Some employers also worry that maids will fall into bad company on their days off and run away, putting them at risk of losing the $5,000 security bond.

But maids say employers do not have to worry about runaways if they are treated well.

Some even express disappointment that their employers do not trust them enough even after working for them for years.

"My employer thinks I will meet bad friends when I go out. But why would I want to find trouble? I am here to work and earn money," said 32-year-old Indonesian Purwati, who was given a monthly day off only after working for four years.

Another point of contention is Internet access. Some employers see it as a distraction, and will not share their home's Wi-Fi password with their maids.

Many maids own smartphones and spend up to $50 a month out of their own pockets to top up their pre-paid cards.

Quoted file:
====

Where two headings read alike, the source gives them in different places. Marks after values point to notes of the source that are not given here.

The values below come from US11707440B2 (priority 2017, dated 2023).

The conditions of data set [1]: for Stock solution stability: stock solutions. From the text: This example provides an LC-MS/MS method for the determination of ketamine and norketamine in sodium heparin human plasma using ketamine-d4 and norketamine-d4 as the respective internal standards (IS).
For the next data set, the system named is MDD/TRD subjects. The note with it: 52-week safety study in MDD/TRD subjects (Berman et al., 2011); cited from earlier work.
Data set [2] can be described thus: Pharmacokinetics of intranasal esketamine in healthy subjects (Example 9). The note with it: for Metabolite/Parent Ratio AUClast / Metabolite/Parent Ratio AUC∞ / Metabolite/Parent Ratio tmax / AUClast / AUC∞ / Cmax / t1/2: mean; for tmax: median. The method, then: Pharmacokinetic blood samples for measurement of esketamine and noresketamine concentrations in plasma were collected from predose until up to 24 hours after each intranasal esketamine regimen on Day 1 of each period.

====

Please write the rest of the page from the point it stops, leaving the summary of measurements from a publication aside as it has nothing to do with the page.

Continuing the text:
But a recent Straits Times report showed more and more foreign workers rely on online means to keep in touch with friends and family at home.

Indonesia's capital Jakarta is also known as "Twitter city", thanks to the proliferation of mobile phones.

Some agents interviewed say they know of maids who will give up their days off in exchange for free Internet access.

They suggest that employers can first observe their maids' work attitude for a few months. If the maids are responsible, employers can offer them the home's Wi-Fi password as a gesture of appreciation.

Given that most maids do not complete their two-year contracts, the reality is that employers have to contend with domestic workers who request for a change of employers.

In this employment climate, agents suggest that employers protect themselves by scrutinising their contracts, and by going for reputable agencies.

Cheap agency fees of as low as $300 may be tempting, but some agents note that low agency fees just mean the agents are recouping the placement fee from the maids themselves - and this can be as high as $4,000.

This means a longer repayment period for maids, and some can go for as long as eight months without any of their monthly salary of about $450 ending up in their own pockets.

These maids can get discouraged and end up quitting.

Another reason employers should be careful about engaging agents who charge low fees is because they often do not offer a refund on the placement fee.